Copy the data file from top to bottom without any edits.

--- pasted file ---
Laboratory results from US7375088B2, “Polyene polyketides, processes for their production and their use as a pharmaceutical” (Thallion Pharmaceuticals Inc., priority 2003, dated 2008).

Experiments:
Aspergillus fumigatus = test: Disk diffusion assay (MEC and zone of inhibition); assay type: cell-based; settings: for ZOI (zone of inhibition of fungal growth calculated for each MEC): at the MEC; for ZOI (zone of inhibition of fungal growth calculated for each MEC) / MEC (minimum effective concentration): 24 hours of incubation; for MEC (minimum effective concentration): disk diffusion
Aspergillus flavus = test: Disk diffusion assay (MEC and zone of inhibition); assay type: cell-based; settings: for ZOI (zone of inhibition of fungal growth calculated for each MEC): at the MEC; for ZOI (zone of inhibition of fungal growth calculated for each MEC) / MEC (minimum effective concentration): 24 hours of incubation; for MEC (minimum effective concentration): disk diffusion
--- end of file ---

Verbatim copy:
Laboratory results from US7375088B2, “Polyene polyketides, processes for their production and their use as a pharmaceutical” (Thallion Pharmaceuticals Inc., priority 2003, dated 2008).

Experiments:
Aspergillus fumigatus = test: Disk diffusion assay (MEC and zone of inhibition); assay type: cell-based; settings: for ZOI (zone of inhibition of fungal growth calculated for each MEC): at the MEC; for ZOI (zone of inhibition of fungal growth calculated for each MEC) / MEC (minimum effective concentration): 24 hours of incubation; for MEC (minimum effective concentration): disk diffusion
Aspergillus flavus = test: Disk diffusion assay (MEC and zone of inhibition); assay type: cell-based; settings: for ZOI (zone of inhibition of fungal growth calculated for each MEC): at the MEC; for ZOI (zone of inhibition of fungal growth calculated for each MEC) / MEC (minimum effective concentration): 24 hours of incubation; for MEC (minimum effective concentration): disk diffusion